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Posts by bengal-stripe

As we do not see the outside of the shoe, it could be either a large back-strap (kind of halfway house between a back-strap and a counter). Then there will be a corresponding seam on the outside of the shoe. If there isn't one and if the galosh section is wrapped around the heel like in the other sample, then the shoe would be side-seamed or side-closed.As I believe, Bestetti has a penchant for side-closing, it probably is the latter. [[SPOILER]]
There is! - His name is Rudolph and he has a red nose.
Are you sure about either Cleverley or the date? George Cleverley worked between the wars as front-of-house-man for Tuczek and it was only in 1956 that he left the firm and started his own shoemaking business in Cork Street.Quite a few firms which we still know about, Lobb, Tuczek, Maxwell, Peal, Wildsmith, Hellstern, McAffee (and a lot of others we do not know about any more) would have been suitable candidates for the period in question, but not Cleverley.
There is currently more than one "hatchgrain" calf leather around. As far as I know, an Italian tannery produced a leather some 20-odd years ago, which copied the look of the original Metta Catherina hides. This is presumably the leather used for those vintage shoes made by Ugolino in Florence: http://centipede.web.fc2.com/ugolini2.html For those who haven't seen the site yet "centipede" is a veritable treasure trove of vintage shoes (mainly...
Church's (like all English shoe manufacturers) used to produce stock items in a variety of widths. There is nothing unusual about man's shoe in a 'C' fitting, the width would have been routinely produced prior to the 1980s. The shoe in the photograph "Grafton" (although the markings seems to indicate the name as "Cotswold") in "Ranch Oxhide" has been in the Church's collection for yonks.My guess is the shoe was produced some time between the late-50s to the mid-60s....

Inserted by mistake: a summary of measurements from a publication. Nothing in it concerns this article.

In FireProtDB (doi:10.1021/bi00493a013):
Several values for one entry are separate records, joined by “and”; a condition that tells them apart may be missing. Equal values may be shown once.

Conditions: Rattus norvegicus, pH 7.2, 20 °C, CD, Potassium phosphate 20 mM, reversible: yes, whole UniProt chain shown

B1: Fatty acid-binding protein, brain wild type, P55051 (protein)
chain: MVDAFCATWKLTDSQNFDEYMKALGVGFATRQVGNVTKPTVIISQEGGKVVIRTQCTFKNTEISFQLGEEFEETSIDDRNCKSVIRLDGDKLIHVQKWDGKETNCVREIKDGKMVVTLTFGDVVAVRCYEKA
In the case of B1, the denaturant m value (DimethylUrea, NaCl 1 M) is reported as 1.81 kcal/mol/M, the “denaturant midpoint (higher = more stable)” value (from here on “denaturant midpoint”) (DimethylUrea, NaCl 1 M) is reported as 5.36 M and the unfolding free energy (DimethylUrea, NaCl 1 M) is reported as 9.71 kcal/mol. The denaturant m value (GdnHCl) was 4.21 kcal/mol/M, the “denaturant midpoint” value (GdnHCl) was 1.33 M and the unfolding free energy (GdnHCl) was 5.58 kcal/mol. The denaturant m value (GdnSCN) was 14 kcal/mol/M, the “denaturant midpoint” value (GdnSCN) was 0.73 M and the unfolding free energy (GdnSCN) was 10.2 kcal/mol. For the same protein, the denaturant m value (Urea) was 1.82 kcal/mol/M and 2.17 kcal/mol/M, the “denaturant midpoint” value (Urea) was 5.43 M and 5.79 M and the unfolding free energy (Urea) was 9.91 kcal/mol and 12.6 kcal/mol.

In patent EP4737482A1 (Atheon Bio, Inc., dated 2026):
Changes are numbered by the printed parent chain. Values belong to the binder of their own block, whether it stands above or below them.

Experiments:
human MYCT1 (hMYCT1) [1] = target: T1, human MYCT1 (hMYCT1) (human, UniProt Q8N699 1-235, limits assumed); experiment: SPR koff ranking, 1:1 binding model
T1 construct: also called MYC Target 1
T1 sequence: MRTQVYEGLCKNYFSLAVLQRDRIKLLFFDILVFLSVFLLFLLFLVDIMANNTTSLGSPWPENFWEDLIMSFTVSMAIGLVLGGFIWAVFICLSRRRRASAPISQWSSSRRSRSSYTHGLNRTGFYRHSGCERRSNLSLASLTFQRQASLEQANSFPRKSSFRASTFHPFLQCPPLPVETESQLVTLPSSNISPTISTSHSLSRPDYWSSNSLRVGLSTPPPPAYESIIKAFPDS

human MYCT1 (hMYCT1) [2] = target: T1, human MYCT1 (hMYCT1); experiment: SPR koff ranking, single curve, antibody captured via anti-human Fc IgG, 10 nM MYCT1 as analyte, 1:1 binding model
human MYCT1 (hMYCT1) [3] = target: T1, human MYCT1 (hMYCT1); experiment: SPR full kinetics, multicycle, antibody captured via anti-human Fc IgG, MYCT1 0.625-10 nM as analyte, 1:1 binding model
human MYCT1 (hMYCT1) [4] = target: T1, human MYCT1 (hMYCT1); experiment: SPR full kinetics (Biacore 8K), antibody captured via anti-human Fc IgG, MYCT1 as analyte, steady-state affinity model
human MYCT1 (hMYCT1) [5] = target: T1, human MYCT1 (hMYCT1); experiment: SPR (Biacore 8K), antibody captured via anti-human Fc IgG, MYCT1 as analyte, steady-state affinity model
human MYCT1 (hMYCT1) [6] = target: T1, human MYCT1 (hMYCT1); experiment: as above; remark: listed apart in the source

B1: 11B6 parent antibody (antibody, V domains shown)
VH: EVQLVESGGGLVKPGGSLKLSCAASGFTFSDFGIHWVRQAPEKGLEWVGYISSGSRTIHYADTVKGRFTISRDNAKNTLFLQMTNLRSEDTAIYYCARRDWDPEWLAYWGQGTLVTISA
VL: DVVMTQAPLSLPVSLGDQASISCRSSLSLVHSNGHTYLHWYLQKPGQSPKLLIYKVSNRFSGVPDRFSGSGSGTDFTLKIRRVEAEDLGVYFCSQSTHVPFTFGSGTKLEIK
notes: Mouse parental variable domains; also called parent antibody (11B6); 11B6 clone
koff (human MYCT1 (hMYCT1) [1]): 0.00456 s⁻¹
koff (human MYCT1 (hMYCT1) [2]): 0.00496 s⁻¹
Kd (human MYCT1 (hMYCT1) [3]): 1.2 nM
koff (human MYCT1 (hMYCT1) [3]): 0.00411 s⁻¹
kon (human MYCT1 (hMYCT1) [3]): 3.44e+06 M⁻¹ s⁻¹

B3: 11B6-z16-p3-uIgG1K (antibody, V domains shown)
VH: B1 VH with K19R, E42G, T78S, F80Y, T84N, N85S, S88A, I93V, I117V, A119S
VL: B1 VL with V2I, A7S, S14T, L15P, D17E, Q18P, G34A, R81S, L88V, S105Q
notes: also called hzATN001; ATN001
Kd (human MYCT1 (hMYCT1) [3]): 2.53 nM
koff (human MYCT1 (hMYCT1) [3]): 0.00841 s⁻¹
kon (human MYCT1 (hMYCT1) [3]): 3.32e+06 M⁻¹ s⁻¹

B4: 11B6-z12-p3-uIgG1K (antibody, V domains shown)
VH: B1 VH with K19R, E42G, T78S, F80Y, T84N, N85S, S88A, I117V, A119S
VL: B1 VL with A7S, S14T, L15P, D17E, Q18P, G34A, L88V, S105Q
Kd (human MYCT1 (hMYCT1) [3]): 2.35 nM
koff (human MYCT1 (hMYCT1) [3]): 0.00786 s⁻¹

When the wreck of the "Metta Catherina" was discovered in 1973, the Duchy of Cornwall gave maybe a dozen of leather-working firms access to the hides. It is understandable, that in the intervening 40 years a number of those original firms are no longer in business.One of them is the leather worker Athene Englishhttp://www.atheneenglish.com/2010/03/29/200-year-old-russian-reindeer-leather/New & Lingwood (possibly through the acquisition of bespoke shoemaker Poulsen Skone),...
Looks to me like the "Fighting Seal" that was at one time (1950s - 60s) quite popular in the Church's collection.http://www.styleforum.net/t/120769/fs-30k-brioni-rare-100-pure-vicuna-jacket-blazer-48-58eu-mint/45#post_2101540
Our friend Justin "The Shoe Snob" went up to Kettering to visit the new G&G factory and came back with a very interesting report and lots of excellent pictures: http://www.theshoesnobblog.com/2014/02/gaziano-girlings-new-shoe-factory.html
Here is Carreducker's take on "insole up in waist":http://carreducker.blogspot.co.uk/2010/09/insole-up-in-waist.htmlhttp://carreducker.blogspot.co.uk/2010/09/insole-up-in-waist-2.htmlJames Ducker calls it "not a particularly common feature". I would say, this method comes originally from orthopaedic shoemaking, where certain feet might need a lot of support or built-ups.Whether "insole up in waist" in general (non-orthopaedic) shoemaking was more popular fifty or hundred...
In English shoemaking it is known as "Insole up in waist"and any bespoke firm (worth their salt) should be able to do this for you on request. They might not be too keen, as any mistake in the shape of the insole will necessitate a complete remake. (As has happened in the case of the photograph. The cut stitches show the insole was welted in, but was then redundant as there were problems with the fit. The last needed adjustments and so a new insole was required.)Another...
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